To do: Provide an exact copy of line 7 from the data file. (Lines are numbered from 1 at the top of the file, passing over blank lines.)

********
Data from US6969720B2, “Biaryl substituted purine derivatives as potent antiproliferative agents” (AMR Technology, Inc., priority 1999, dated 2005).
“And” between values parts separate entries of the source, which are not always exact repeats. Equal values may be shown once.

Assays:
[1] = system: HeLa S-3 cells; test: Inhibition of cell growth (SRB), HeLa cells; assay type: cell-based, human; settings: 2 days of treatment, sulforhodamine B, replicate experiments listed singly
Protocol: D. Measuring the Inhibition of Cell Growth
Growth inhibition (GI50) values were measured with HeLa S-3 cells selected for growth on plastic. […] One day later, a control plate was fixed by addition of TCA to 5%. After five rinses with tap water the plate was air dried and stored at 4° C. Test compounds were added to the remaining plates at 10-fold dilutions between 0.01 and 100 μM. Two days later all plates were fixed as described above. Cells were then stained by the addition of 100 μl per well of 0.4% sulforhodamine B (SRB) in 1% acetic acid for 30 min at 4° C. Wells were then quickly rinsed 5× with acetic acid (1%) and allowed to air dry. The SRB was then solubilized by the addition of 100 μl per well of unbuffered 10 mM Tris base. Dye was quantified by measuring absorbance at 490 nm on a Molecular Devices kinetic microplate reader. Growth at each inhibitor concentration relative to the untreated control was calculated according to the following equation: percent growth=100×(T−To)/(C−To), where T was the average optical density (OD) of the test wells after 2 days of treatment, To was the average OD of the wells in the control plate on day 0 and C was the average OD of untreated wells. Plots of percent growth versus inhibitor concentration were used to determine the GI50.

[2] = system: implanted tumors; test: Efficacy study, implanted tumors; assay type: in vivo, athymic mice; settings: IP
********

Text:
[2] = system: implanted tumors; test: Efficacy study, implanted tumors; assay type: in vivo, athymic mice; settings: IP